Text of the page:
Streets of age

Sifu press

(Image credit: Sloclap)

Should you fall during any of these breakneck forays, Sifu's central ageing mechanic comes into play. The hands-off gameplay demo I'm shown doesn't exhibit ageing in motion, but, in essence, every death in Sifu ages the player some years, until, eventually, they expire.

For Tarno and his team at Sloclap, it's primarily a neat way to mess around with death, but likewise pays deference to higher-brow themes of honour and mortality as framed by Kung Fu – "is one life enough to master Kung-Fu?" says Tarno – while asking the player: how much of your life are you willing to give for vengeance?

In-game, your story unfolds over a 24-hour cycle, set at various times in the day, spread across five levels inspired by Chinese mythology, as you hunt down five assassins and their families.

"When your character dies, when you've been beaten up by the enemies and you have zero HP, instead of going back in time, starting the level from scratch or at another checkpoint, you actually revive on the spot in front of your enemies," continues Tarno. "If you're in a situation where there were ten enemies, you've taken down four of them, and you die, you're actually going to stand up and take on the remaining six."

"At first, you might feel invulnerable, but the twist is that every time your character revives, you age. The more you die, the faster you're going to age."

Sifu header

(Image credit: Sloclap)
Sloclap's previous: Absolver

Absolver press

(Image credit: Sloclap)

You didn't play Sifu developer Sloclap's previous game, 2017's action-fight 'em up Absolver? Read our Absolver review before checking out its "intensely satisfying melee combat".

For Tarno, Sifu in turn reflects the meaning of Kung Fu – 'mastery through practice' – which, from a mechanical standpoint, presents itself in-game via a suite of fighting combos.

From blocking to parrying, takedowns to dashes, verbal threats to smacking someone upside the head with a virtuous two-by-four, the variety with which you can approach Sifu's set-tos will likely call for multiple replays. Throw its ageing mechanic into the mix, and all the pros and cons that entails, and you've plenty to think about in your quest for blood. Some skills are only available to young fighters, for example, while others are reserved for more mature fighters. Older fighters will deal more damage, but will in turn be weaker in defence.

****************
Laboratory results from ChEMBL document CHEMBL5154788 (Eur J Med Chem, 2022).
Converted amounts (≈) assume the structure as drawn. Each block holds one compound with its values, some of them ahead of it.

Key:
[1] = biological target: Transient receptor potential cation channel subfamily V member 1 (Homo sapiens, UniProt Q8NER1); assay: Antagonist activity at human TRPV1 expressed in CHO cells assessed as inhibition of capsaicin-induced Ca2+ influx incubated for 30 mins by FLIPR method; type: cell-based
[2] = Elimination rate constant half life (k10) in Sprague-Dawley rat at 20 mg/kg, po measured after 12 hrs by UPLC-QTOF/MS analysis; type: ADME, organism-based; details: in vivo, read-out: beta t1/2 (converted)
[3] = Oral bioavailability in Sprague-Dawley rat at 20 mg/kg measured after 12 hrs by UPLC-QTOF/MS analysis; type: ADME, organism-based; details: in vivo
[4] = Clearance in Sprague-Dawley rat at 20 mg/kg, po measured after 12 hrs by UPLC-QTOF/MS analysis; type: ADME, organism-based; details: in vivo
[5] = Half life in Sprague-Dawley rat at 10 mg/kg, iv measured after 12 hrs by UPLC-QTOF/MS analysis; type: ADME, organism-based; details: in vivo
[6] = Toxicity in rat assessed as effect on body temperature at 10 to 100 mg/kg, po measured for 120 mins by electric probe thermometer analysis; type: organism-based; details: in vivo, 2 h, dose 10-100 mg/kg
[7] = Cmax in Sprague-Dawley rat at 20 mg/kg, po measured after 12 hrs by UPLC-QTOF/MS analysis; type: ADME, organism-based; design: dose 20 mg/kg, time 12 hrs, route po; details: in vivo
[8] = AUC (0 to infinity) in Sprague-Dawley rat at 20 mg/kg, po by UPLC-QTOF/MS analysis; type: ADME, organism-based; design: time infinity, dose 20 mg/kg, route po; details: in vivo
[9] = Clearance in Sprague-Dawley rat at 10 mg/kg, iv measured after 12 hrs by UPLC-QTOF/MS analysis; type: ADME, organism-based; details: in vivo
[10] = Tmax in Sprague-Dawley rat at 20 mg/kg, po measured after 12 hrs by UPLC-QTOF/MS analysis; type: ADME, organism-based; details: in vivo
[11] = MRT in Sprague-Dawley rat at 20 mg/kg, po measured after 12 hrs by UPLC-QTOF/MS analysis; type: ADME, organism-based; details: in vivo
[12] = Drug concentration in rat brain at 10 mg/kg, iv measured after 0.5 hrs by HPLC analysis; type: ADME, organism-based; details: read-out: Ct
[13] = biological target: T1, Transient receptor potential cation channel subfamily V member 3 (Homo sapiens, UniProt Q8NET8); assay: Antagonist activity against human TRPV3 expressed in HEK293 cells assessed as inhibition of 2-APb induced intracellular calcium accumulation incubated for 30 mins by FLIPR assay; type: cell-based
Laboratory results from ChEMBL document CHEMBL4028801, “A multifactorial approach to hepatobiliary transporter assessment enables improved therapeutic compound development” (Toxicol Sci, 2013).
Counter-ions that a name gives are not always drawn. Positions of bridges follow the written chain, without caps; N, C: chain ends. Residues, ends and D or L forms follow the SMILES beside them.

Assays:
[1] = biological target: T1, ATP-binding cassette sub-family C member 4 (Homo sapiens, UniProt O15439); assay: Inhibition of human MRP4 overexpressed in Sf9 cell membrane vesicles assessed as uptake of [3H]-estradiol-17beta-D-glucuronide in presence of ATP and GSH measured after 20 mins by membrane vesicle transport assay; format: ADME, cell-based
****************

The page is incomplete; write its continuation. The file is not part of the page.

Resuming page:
Tarno tells me that ageing has direct implications on your path to vengeance. As a young pup, you're bound to feel invincible – what with all that on-the spot-reincarnation – but, as you age, you'll learn to appreciate the gravity of your actions and, crucially, that every mistake counts.

It's a fascinating concept, and a novel spin on risk versus reward as it relates to video game combat. With its contained, seemingly linear and often claustrophobic fighting arenas, you'd be forgiven for thinking Sifu has less in the way of choice than its predecessor at first glance. But scratch beneath its familiar action fighter veneer, and its inventive ageing mechanic and manipulatable, and thus deceptively complex, environments offer so much more than meets the eye. 

As announced at the July PlayStation State of Play, Sifu has been delayed to February 2022. Would I sacrifice a few months of my life to go hands on right now? From what I've seen so far, I think I would.


Sifu is due on February 22, 2022 for PS4, PS5, and PC via the Epic Games Store.

Joe Donnelly

Joe is a Features Writer at GamesRadar+. With over five years of experience working in specialist print and online journalism, Joe has written for a number of gaming, sport and entertainment publications including PC Gamer, Edge, Play and FourFourTwo. He is well-versed in all things Grand Theft Auto and spends much of his spare time swapping real-world Glasgow for GTA Online’s Los Santos. Joe is also a mental health advocate and has written a book about video games, mental health and their complex intersections. He is a regular expert contributor on both subjects for BBC radio. Many moons ago, he was a fully-qualified plumber which basically makes him Super Mario.